This. This right here…
This is what i’m grateful for at the beginning, middle and end of each day; Little notes, cluing us in on how our sweet, autistic, nonverbal son is doing, in the hours he is away at school.
Beckett is on an IEP (Individual Education Plan) that allows him to learn and grow at his own pace.
It takes the standard focus off of some areas, and is then applied to educational tasks more suited to his current level of skill.
As a mother who is, of course, anxious to relinquish his hand off to others daily, I felt it only right to request a daily progress sheet of sorts, to map out his schedule. Beckett’s sheet in particular focuses on what he ate that day, participation, the day’s strengths (as well as challenges), etc, and breaks his schedule down by each half-hour.
When we requested this be created, during his first IEP meeting, prior to Kindergarten, we didn’t expect to be met with this level of communication.
…I don’t know that we honestly knew what we could ask and/or expect of anyone.
Then we entered this school year. And this beautiful team was placed together for Beckett, like a picture-perfect landscape puzzle.
For him, the dream team consists of a teacher, a special education resource teacher, a Speech Pathologist, an occupational therapist, a physical therapist, and a few amazing, energetic, patient para educators.
When I say “it takes a village”, I truly mean a village.
The progress and regressions never fall on just one alone. It couldn’t.
No one person has all the answers of aid.
Not even us, as parents.
Relinquishing control of the decisions of your child(ren) is difficult, to say the least! And then we throw in that our son is nonverbal? …A.N.X.I.E.T.Y.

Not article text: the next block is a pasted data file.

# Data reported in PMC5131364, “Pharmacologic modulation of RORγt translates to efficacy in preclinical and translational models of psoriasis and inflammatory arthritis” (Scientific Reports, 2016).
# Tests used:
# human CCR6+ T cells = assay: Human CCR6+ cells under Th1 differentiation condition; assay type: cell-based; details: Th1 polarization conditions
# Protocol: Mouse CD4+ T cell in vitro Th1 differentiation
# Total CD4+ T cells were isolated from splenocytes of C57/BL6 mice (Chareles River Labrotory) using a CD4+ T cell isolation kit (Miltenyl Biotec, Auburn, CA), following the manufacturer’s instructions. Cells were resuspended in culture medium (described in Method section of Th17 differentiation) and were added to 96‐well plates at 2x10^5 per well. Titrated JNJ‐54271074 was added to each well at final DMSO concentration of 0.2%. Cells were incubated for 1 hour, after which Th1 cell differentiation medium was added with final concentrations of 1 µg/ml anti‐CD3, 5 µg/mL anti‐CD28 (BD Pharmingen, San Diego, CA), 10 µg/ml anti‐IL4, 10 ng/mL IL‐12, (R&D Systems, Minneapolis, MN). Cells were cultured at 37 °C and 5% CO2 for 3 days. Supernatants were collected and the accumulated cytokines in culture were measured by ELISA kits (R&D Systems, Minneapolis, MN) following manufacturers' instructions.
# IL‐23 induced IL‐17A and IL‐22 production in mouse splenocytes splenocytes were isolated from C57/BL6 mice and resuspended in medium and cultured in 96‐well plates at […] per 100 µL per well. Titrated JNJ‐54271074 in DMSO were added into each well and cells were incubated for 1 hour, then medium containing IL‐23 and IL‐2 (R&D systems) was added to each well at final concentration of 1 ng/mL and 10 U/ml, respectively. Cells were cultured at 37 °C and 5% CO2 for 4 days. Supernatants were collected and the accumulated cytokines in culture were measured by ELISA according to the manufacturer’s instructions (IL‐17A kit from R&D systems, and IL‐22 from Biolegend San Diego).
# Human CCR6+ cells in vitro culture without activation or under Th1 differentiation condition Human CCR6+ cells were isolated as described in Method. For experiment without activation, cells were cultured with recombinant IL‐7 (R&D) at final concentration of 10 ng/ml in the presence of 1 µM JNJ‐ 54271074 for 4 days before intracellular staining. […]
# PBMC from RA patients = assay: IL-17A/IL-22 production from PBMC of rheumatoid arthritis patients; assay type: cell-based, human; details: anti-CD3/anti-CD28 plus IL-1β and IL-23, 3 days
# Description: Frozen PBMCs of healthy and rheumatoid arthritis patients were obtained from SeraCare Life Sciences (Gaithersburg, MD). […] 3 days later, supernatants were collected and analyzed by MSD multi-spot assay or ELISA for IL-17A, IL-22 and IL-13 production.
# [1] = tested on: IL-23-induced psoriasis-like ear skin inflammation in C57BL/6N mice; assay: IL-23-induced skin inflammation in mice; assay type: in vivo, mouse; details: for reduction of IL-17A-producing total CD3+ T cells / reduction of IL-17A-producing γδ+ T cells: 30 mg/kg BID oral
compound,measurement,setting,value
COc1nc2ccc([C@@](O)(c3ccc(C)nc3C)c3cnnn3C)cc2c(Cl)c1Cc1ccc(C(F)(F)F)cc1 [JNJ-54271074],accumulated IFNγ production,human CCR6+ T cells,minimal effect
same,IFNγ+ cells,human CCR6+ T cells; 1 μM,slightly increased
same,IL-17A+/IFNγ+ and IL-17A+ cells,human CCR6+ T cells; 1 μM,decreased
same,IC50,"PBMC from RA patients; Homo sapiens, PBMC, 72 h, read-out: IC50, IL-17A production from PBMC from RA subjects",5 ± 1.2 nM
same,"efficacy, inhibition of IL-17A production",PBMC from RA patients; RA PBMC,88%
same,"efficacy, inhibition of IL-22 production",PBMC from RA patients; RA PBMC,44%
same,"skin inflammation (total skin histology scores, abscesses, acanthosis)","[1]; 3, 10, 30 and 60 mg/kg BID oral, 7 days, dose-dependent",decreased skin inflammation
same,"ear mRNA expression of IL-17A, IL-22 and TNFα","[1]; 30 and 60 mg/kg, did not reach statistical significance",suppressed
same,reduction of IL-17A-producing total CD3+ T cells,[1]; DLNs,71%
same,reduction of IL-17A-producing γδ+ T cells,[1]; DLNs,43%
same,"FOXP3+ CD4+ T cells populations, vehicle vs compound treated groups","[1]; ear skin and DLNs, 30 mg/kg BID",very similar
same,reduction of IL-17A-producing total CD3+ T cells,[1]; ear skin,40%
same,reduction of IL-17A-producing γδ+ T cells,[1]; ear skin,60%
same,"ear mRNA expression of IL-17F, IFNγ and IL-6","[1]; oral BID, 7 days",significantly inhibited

That’s what makes this “village” so crucial.
We trust these individuals to keep our littlest love safe. To seek progress.
We hope these individuals open their minds to alternative solutions, when one way may not support him best.
We want for these individuals to work to understand him; to change communication paths as he does.
And maybe the most important part, we pray for these individuals to love and embrace our son, just as we do; unconditionally.
And for the first time, outside of his family life, I feel like he has that.
These right here, these little notes, they tell me more than what time he ate his lunch that day.
More then what time he sat on the potty, or what he played in “free time”.
These notes tell me that they are watching him.
It tells me that they know his buttons, and when to/not to push.
It tells me that they are truly excited and overjoyed when he learns something new!
It tells me they are cheering him on, and are genuinely PROUD of my boy.
It tells me that they SEE him. They care about him. They love him for exactly who he is, and not who he “could be”.
In a world that can often invoke fear, and sadness, and worry, these perfect notes are the sweet, colorful cherry on top of our special needs world sundae.
They give our son adorable nicknames, and tickles, and solutions.
They greet him with smiles and excitement and warm hugs.
And I can’t thank these selfless people enough for helping us to show our son what “choosing kind” looks like.
Thank you for loving our boy.
Thank you for choosing this path.
Thank you for doing more, even when you didn’t have to.
This. This right here…